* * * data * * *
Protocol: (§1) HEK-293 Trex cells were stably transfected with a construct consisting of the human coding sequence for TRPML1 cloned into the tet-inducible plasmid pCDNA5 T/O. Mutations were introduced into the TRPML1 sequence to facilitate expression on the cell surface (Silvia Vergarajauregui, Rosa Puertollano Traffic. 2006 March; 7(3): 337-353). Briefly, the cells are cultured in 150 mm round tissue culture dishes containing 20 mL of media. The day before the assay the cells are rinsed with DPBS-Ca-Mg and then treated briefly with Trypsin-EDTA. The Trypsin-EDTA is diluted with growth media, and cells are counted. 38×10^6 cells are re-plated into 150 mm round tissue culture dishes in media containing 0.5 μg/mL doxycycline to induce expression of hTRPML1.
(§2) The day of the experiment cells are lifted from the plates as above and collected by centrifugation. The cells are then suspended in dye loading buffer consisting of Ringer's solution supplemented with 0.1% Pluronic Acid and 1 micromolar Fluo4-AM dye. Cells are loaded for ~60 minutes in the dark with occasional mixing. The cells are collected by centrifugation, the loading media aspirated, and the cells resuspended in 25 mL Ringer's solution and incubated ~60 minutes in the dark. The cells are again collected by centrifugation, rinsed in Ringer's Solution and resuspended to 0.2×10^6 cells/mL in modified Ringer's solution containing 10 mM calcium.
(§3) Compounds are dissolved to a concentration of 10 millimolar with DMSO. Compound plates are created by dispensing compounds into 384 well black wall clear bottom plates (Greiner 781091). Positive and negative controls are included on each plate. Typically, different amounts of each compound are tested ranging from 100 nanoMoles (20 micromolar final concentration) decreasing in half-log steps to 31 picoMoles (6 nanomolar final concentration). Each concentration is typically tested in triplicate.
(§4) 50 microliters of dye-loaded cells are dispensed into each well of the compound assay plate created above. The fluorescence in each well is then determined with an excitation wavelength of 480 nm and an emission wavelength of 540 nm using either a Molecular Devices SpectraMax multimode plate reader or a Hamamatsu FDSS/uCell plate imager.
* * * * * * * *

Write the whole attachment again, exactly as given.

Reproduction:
Protocol: (§1) HEK-293 Trex cells were stably transfected with a construct consisting of the human coding sequence for TRPML1 cloned into the tet-inducible plasmid pCDNA5 T/O. Mutations were introduced into the TRPML1 sequence to facilitate expression on the cell surface (Silvia Vergarajauregui, Rosa Puertollano Traffic. 2006 March; 7(3): 337-353). Briefly, the cells are cultured in 150 mm round tissue culture dishes containing 20 mL of media. The day before the assay the cells are rinsed with DPBS-Ca-Mg and then treated briefly with Trypsin-EDTA. The Trypsin-EDTA is diluted with growth media, and cells are counted. 38×10^6 cells are re-plated into 150 mm round tissue culture dishes in media containing 0.5 μg/mL doxycycline to induce expression of hTRPML1.
(§2) The day of the experiment cells are lifted from the plates as above and collected by centrifugation. The cells are then suspended in dye loading buffer consisting of Ringer's solution supplemented with 0.1% Pluronic Acid and 1 micromolar Fluo4-AM dye. Cells are loaded for ~60 minutes in the dark with occasional mixing. The cells are collected by centrifugation, the loading media aspirated, and the cells resuspended in 25 mL Ringer's solution and incubated ~60 minutes in the dark. The cells are again collected by centrifugation, rinsed in Ringer's Solution and resuspended to 0.2×10^6 cells/mL in modified Ringer's solution containing 10 mM calcium.
(§3) Compounds are dissolved to a concentration of 10 millimolar with DMSO. Compound plates are created by dispensing compounds into 384 well black wall clear bottom plates (Greiner 781091). Positive and negative controls are included on each plate. Typically, different amounts of each compound are tested ranging from 100 nanoMoles (20 micromolar final concentration) decreasing in half-log steps to 31 picoMoles (6 nanomolar final concentration). Each concentration is typically tested in triplicate.
(§4) 50 microliters of dye-loaded cells are dispensed into each well of the compound assay plate created above. The fluorescence in each well is then determined with an excitation wavelength of 480 nm and an emission wavelength of 540 nm using either a Molecular Devices SpectraMax multimode plate reader or a Hamamatsu FDSS/uCell plate imager.